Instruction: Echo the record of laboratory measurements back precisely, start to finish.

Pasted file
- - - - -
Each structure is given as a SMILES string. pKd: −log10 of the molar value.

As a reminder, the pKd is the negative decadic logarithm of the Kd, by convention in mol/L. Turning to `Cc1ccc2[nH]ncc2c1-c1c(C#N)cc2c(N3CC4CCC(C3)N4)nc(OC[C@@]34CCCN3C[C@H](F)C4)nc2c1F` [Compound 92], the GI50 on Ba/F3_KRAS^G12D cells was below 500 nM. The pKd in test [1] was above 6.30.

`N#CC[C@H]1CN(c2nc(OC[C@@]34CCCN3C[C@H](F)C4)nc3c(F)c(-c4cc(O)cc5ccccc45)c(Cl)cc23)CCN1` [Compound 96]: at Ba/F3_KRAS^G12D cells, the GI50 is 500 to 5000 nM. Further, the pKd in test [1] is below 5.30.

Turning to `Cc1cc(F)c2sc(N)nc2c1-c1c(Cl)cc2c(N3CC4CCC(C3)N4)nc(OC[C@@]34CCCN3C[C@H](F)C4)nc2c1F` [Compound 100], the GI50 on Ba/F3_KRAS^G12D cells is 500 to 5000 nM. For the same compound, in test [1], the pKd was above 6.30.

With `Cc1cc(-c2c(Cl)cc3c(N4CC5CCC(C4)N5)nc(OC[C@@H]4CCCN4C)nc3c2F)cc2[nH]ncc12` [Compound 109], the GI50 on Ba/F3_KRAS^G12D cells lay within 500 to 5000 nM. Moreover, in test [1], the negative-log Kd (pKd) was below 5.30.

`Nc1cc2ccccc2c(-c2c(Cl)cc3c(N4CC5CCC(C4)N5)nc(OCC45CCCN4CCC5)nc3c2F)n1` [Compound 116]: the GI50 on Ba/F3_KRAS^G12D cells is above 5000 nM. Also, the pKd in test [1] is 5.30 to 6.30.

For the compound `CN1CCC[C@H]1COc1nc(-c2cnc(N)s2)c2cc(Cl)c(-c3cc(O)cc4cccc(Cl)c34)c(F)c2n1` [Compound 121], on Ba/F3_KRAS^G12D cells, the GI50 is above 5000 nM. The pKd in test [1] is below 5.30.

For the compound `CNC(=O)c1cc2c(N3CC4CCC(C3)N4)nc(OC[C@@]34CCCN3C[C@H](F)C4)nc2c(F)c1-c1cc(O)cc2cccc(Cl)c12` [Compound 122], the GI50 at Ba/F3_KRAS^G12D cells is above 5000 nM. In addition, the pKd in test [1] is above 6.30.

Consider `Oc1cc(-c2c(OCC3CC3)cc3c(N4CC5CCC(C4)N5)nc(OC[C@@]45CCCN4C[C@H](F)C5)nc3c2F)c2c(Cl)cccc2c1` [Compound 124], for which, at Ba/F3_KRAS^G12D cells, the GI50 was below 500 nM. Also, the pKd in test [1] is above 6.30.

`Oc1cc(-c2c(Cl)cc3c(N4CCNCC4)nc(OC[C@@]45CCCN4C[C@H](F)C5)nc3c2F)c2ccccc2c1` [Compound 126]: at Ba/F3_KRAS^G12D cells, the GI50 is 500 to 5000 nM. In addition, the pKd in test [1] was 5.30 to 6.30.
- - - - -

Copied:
Each structure is given as a SMILES string. pKd: −log10 of the molar value.

As a reminder, the pKd is the negative decadic logarithm of the Kd, by convention in mol/L. Turning to `Cc1ccc2[nH]ncc2c1-c1c(C#N)cc2c(N3CC4CCC(C3)N4)nc(OC[C@@]34CCCN3C[C@H](F)C4)nc2c1F` [Compound 92], the GI50 on Ba/F3_KRAS^G12D cells was below 500 nM. The pKd in test [1] was above 6.30.

`N#CC[C@H]1CN(c2nc(OC[C@@]34CCCN3C[C@H](F)C4)nc3c(F)c(-c4cc(O)cc5ccccc45)c(Cl)cc23)CCN1` [Compound 96]: at Ba/F3_KRAS^G12D cells, the GI50 is 500 to 5000 nM. Further, the pKd in test [1] is below 5.30.

Turning to `Cc1cc(F)c2sc(N)nc2c1-c1c(Cl)cc2c(N3CC4CCC(C3)N4)nc(OC[C@@]34CCCN3C[C@H](F)C4)nc2c1F` [Compound 100], the GI50 on Ba/F3_KRAS^G12D cells is 500 to 5000 nM. For the same compound, in test [1], the pKd was above 6.30.

With `Cc1cc(-c2c(Cl)cc3c(N4CC5CCC(C4)N5)nc(OC[C@@H]4CCCN4C)nc3c2F)cc2[nH]ncc12` [Compound 109], the GI50 on Ba/F3_KRAS^G12D cells lay within 500 to 5000 nM. Moreover, in test [1], the negative-log Kd (pKd) was below 5.30.

`Nc1cc2ccccc2c(-c2c(Cl)cc3c(N4CC5CCC(C4)N5)nc(OCC45CCCN4CCC5)nc3c2F)n1` [Compound 116]: the GI50 on Ba/F3_KRAS^G12D cells is above 5000 nM. Also, the pKd in test [1] is 5.30 to 6.30.

For the compound `CN1CCC[C@H]1COc1nc(-c2cnc(N)s2)c2cc(Cl)c(-c3cc(O)cc4cccc(Cl)c34)c(F)c2n1` [Compound 121], on Ba/F3_KRAS^G12D cells, the GI50 is above 5000 nM. The pKd in test [1] is below 5.30.

For the compound `CNC(=O)c1cc2c(N3CC4CCC(C3)N4)nc(OC[C@@]34CCCN3C[C@H](F)C4)nc2c(F)c1-c1cc(O)cc2cccc(Cl)c12` [Compound 122], the GI50 at Ba/F3_KRAS^G12D cells is above 5000 nM. In addition, the pKd in test [1] is above 6.30.

Consider `Oc1cc(-c2c(OCC3CC3)cc3c(N4CC5CCC(C4)N5)nc(OC[C@@]45CCCN4C[C@H](F)C5)nc3c2F)c2c(Cl)cccc2c1` [Compound 124], for which, at Ba/F3_KRAS^G12D cells, the GI50 was below 500 nM. Also, the pKd in test [1] is above 6.30.

`Oc1cc(-c2c(Cl)cc3c(N4CCNCC4)nc(OC[C@@]45CCCN4C[C@H](F)C5)nc3c2F)c2ccccc2c1` [Compound 126]: at Ba/F3_KRAS^G12D cells, the GI50 is 500 to 5000 nM. In addition, the pKd in test [1] was 5.30 to 6.30.